Ordinary Objects and the Overdetermination Argument


  • Martin Orensanz


overdetermination, ordinary objects, eliminativism, causation, events


If an ordinary object causes an event, and if its atoms acting in concert cause the same event, then the event in question is overdetermined by two independent causes. The overdetermination argument aims to show that effects are never overdetermined in this way, and that we should only admit that the atoms acting in concert are the cause of the event in question. This means that the object constituted by those atoms does not cause anything, and if this is so, then the object does not exist. I submit that it is possible to resist the overdetermination argument by claiming that causation is strictly an event-event relation. However, the argument can be reformulated in a way that blocks this objection. I explain how the reformulated version of the argument can be resisted by claiming that there is only one causal event that is undergone by both the object and its atoms acting in concert. Additionally, I show how the epistemic argument that can be formulated in support of the overdetermination argument can be resisted as well.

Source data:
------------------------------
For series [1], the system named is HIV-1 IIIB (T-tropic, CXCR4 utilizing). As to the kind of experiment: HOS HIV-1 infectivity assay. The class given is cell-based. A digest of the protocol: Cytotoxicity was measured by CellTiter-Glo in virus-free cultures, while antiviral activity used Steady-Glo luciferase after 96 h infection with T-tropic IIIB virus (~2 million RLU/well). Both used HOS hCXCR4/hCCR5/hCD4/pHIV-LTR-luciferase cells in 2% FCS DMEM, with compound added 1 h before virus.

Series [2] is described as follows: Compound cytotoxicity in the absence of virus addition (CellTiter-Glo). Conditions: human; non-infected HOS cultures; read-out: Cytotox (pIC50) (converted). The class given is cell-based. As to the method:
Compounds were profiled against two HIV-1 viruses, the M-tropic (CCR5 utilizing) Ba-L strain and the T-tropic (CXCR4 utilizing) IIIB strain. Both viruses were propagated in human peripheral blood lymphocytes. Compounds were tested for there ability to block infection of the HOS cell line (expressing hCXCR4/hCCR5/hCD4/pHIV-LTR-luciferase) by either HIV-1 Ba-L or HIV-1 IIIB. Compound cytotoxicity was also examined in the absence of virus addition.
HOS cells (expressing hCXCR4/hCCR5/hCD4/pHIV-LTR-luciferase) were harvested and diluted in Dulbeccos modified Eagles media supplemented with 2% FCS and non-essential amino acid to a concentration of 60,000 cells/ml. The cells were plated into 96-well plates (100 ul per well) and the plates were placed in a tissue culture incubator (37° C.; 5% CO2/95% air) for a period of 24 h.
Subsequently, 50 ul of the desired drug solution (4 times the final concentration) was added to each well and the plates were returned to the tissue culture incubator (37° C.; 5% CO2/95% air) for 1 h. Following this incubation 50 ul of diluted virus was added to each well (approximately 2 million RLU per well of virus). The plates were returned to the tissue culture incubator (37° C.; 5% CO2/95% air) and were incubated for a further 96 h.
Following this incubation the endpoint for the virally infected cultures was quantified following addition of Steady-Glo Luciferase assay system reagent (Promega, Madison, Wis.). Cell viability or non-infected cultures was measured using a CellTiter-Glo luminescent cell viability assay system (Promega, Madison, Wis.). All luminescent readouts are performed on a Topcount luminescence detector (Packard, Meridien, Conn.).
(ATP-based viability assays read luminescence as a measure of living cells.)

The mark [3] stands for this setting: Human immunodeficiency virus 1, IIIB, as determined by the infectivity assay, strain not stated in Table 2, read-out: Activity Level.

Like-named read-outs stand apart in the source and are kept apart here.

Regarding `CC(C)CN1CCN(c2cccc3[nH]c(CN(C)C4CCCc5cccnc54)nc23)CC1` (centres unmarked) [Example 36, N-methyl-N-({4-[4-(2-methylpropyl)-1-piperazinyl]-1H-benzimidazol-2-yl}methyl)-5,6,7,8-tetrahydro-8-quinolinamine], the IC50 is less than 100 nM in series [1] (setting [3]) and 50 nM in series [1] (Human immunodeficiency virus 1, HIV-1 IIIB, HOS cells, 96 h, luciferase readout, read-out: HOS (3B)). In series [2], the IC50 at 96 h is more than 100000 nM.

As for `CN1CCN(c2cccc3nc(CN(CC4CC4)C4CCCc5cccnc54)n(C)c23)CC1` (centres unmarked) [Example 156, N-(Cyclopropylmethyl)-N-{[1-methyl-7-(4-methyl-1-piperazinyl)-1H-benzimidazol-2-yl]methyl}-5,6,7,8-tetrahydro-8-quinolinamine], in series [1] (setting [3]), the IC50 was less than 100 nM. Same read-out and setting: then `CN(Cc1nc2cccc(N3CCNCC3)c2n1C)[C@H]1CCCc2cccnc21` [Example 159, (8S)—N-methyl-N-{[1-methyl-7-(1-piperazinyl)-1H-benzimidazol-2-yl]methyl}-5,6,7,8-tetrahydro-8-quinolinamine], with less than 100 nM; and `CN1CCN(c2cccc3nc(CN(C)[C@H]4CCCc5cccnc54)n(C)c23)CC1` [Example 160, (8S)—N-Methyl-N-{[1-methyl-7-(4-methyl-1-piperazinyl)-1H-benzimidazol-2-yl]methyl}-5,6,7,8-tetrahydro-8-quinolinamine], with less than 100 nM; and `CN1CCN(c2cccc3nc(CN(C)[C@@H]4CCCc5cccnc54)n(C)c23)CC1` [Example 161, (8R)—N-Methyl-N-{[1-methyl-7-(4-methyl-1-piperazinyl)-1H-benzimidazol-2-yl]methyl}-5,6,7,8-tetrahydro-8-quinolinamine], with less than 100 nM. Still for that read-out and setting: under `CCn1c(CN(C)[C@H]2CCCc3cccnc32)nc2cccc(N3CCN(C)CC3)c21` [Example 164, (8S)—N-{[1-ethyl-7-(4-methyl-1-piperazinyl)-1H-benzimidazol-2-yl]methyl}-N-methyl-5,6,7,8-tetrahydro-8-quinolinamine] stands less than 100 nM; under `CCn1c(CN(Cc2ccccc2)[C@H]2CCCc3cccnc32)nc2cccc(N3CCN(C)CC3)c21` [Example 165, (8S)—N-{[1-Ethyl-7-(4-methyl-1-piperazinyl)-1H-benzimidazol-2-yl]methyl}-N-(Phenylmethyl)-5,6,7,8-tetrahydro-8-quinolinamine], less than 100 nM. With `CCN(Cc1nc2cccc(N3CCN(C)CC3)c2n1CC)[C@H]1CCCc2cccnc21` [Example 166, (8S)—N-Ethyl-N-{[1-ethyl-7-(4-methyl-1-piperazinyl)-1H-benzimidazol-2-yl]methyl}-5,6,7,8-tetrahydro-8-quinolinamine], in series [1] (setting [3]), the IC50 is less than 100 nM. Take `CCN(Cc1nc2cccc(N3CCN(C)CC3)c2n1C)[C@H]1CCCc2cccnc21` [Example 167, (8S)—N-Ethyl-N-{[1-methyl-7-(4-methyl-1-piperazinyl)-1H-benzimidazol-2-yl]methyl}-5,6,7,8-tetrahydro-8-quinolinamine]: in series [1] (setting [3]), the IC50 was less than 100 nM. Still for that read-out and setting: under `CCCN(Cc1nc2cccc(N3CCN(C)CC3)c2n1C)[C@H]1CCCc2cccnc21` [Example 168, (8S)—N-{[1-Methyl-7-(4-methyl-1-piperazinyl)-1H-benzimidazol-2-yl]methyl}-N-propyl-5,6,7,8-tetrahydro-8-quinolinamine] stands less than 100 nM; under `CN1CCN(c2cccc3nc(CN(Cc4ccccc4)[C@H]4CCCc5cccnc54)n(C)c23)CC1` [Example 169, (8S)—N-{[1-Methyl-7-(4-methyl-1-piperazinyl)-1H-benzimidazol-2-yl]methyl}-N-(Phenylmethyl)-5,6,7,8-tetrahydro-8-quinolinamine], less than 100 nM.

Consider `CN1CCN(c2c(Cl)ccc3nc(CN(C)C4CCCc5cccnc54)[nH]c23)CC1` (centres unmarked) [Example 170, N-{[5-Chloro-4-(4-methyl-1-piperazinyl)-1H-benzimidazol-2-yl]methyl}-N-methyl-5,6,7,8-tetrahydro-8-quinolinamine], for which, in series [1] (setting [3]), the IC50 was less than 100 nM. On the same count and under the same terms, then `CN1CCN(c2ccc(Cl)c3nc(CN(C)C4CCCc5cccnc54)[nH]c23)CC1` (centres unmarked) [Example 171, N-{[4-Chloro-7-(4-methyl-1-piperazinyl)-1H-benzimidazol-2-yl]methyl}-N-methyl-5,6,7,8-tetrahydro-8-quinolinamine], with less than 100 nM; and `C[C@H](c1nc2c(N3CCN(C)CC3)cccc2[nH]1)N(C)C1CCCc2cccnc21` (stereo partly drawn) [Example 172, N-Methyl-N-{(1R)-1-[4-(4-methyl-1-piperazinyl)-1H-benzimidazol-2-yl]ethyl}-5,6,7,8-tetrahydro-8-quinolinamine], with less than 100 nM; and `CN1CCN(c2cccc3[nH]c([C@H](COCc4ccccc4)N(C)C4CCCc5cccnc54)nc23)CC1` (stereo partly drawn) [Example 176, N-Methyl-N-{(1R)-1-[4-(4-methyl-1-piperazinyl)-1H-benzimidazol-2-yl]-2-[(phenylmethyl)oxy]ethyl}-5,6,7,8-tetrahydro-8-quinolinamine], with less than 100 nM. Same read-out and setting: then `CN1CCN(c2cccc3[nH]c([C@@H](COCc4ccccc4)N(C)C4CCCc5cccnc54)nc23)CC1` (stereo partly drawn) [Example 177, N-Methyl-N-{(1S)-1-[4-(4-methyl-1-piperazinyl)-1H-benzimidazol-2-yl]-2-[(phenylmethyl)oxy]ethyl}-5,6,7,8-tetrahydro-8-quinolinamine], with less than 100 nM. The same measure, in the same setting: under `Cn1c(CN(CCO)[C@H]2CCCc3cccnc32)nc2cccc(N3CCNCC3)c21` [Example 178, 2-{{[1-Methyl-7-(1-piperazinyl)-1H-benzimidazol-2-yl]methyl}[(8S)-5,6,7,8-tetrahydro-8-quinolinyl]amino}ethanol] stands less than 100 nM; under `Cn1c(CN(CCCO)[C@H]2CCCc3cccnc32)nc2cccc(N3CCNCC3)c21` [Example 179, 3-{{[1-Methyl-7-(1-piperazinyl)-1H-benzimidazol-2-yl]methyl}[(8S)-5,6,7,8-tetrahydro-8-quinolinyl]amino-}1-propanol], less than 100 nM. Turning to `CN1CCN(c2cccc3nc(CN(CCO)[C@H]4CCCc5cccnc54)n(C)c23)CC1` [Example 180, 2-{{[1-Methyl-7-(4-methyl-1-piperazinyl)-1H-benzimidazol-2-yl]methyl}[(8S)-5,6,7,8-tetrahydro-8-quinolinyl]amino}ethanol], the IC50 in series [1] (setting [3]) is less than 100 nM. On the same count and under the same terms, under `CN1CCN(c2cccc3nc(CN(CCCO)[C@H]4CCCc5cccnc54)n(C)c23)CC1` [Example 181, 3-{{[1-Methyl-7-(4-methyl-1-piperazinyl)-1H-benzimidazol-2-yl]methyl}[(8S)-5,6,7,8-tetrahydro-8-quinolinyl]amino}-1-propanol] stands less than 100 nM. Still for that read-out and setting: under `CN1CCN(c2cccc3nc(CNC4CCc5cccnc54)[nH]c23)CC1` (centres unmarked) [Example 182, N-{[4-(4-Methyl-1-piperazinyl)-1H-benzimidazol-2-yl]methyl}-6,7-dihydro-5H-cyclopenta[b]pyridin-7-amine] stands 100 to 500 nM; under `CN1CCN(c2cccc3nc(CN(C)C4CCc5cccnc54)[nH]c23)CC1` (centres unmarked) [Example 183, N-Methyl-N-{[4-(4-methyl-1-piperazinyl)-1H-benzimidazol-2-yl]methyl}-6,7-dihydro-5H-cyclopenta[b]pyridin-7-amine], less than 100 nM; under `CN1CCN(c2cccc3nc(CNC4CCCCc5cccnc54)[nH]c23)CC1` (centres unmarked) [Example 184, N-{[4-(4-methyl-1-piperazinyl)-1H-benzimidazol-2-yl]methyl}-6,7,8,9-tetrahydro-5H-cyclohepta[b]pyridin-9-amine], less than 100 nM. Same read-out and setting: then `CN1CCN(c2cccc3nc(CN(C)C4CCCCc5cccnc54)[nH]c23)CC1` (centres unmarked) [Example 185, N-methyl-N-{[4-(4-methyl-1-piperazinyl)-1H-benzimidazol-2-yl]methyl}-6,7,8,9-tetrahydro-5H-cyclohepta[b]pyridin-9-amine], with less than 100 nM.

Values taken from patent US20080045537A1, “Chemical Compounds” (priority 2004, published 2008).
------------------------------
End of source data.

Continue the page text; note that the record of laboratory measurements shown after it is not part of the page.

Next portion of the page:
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How to Cite

Orensanz, M. (2022). Ordinary Objects and the Overdetermination Argument. Cosmos and History: The Journal of Natural and Social Philosophy, 18(2), 445–456. Retrieved from http://cosmosandhistory.org/index.php/journal/article/view/1046